In Syria, the IDF has adopted a dual approach, both directly targeting Iranian bases and warehouses, as well as Syrian military infrastructure — mostly the air defense systems that fire at Israeli jets — in order to exact a price from Damascus for hosting Iranian forces in the country, with the goal of driving a wedge between the two.
This could be seen most clearly last month when the IDF launched a large wave of airstrikes against Iranian and Syrian military targets in Syria in response to a failed plot to attack Israeli soldiers with anti-personnel mines in the Golan Heights.
According to Kohavi, these operations — referred to generally as the “campaign between campaigns” or by its Hebrew acronym mabam — have yielded results.
“Iranian entrenchment in Syria is in a clear trend of slowing down as a direct result of IDF activities, though we still have a way to go to reach our goals on this front,” the army chief said.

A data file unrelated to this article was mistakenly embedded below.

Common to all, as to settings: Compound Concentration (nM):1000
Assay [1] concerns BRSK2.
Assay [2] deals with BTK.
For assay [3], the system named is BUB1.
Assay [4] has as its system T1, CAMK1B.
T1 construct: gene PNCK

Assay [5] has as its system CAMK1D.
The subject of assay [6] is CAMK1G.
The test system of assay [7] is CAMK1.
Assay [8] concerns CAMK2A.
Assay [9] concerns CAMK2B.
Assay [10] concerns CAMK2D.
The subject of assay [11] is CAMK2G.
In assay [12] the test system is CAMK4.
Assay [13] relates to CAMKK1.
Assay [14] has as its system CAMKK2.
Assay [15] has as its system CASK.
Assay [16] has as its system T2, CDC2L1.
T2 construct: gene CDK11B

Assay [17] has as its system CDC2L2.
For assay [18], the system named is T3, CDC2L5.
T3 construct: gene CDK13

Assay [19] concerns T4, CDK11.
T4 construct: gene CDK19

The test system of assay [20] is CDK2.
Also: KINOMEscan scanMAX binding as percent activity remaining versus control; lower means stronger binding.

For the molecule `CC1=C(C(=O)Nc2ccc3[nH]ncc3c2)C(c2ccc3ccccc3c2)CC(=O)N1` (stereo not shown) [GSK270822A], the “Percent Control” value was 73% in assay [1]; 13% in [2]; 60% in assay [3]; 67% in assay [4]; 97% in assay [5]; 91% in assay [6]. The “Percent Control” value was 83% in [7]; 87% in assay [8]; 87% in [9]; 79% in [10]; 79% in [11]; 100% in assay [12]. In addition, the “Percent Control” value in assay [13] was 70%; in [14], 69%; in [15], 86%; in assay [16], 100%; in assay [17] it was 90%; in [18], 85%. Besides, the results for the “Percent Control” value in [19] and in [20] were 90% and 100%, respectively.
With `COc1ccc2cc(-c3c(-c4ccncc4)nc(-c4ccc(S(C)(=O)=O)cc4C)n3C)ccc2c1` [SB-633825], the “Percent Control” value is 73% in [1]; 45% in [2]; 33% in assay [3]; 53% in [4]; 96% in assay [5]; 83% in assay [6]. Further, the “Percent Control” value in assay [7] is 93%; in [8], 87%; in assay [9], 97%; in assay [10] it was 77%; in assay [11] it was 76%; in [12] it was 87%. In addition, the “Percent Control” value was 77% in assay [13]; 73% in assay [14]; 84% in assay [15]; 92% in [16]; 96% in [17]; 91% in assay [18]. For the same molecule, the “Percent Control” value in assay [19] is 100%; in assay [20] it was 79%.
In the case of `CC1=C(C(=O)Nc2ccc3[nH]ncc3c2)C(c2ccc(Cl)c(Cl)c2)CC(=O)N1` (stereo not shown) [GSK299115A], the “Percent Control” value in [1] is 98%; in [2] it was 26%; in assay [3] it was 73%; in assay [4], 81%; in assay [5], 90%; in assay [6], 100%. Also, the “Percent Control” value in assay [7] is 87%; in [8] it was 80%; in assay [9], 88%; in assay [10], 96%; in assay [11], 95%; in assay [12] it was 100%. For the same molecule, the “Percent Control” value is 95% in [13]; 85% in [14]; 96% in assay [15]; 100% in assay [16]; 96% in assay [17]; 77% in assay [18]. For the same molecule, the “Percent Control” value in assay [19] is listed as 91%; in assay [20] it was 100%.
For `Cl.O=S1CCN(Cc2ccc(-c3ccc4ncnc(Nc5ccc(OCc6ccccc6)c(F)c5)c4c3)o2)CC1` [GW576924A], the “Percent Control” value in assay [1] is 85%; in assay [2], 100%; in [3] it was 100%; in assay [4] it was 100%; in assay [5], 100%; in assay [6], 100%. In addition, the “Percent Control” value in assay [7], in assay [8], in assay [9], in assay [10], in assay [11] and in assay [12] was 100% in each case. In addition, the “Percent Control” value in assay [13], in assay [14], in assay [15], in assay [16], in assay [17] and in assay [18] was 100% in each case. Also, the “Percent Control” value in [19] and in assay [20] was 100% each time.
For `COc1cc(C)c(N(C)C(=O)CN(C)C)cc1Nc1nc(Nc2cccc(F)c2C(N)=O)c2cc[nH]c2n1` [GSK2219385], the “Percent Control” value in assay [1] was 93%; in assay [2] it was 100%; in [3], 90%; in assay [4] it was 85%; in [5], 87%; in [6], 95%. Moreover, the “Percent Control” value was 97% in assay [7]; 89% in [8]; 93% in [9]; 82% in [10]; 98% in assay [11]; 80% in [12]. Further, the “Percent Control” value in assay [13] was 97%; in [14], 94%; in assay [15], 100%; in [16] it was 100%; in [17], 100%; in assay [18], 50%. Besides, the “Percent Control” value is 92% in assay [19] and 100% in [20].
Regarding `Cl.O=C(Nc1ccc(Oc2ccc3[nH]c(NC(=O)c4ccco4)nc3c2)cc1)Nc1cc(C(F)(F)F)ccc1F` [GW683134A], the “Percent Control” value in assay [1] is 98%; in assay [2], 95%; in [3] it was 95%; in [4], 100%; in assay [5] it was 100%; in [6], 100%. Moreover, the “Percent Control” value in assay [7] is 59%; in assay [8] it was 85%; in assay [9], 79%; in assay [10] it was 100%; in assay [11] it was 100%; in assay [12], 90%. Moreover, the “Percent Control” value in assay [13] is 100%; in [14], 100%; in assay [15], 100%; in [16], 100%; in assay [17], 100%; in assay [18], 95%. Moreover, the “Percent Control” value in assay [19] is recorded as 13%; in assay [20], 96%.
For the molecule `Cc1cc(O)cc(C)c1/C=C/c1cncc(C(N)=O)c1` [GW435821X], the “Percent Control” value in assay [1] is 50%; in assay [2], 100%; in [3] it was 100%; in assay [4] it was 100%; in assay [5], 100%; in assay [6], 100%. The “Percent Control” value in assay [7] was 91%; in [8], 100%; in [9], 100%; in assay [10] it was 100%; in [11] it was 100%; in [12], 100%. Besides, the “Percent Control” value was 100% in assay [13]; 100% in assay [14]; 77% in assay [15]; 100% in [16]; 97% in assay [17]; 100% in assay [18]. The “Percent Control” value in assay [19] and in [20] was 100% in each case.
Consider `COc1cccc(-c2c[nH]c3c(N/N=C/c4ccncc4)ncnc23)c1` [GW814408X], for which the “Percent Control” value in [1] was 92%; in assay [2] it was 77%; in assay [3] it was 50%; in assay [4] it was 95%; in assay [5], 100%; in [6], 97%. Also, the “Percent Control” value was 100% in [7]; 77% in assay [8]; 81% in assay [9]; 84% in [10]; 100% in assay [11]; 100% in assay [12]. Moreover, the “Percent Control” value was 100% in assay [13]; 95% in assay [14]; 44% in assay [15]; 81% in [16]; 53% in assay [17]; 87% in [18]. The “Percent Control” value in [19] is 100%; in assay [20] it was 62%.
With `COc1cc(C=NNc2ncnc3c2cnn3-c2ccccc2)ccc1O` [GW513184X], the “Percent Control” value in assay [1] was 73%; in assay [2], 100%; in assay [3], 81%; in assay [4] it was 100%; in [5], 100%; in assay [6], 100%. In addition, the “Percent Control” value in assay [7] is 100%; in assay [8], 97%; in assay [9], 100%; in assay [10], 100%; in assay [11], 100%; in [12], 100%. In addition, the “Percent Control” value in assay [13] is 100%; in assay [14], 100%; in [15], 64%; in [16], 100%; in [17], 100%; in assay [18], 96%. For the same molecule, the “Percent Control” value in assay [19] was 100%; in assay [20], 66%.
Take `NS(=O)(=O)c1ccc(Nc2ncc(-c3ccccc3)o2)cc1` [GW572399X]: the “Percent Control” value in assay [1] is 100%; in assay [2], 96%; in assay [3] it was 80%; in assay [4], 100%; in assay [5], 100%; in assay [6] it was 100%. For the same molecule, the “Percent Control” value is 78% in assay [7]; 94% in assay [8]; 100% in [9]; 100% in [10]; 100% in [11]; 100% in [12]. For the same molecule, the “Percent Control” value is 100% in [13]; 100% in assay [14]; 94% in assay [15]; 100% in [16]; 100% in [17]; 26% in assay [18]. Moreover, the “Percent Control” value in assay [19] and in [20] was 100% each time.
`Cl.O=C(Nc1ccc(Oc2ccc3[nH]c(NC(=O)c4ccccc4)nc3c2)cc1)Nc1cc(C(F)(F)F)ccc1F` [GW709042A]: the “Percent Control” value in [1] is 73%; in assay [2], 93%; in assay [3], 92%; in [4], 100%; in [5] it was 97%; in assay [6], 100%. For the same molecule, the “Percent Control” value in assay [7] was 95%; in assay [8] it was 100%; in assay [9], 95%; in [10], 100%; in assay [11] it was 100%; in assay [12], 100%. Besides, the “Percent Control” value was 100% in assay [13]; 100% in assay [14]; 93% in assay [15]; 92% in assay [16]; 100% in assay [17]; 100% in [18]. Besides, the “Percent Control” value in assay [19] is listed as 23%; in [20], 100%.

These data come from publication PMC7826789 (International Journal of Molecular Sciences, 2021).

In the past year the IDF has seen a marked drop over the previous two years in the number of fighters inside Syria from Iran and its proxies, as well as the closing of Iranian military bases in the country and a significant decrease in the amount of weaponry being transported into and through Syria.
Though Israeli defense officials have largely credited the “campaign between campaigns” with causing the Iranians to abandon their plans for Syria, at least some of this decrease in the number of Iranian-backed fighters, bases and weapons in Syria can be attributed to victories by Syrian dictator Bashar Assad on the battlefield two years ago, which meant he no longer required the same amount of military support from Iran and its proxies, leading them to return home.
The army chief also praised the growing trend of Arab countries normalizing ties with Israel, which has so far seen signed agreements with the United Arab Emirates and Bahrain, as well as stated intentions by Sudan to make peace with the Jewish state. Other countries in the Middle East and North Africa are also reportedly considering the move.
“The normalization steps in the Middle East have a positive influence on our alliances and on security aspects in the Middle East,” Kohavi said.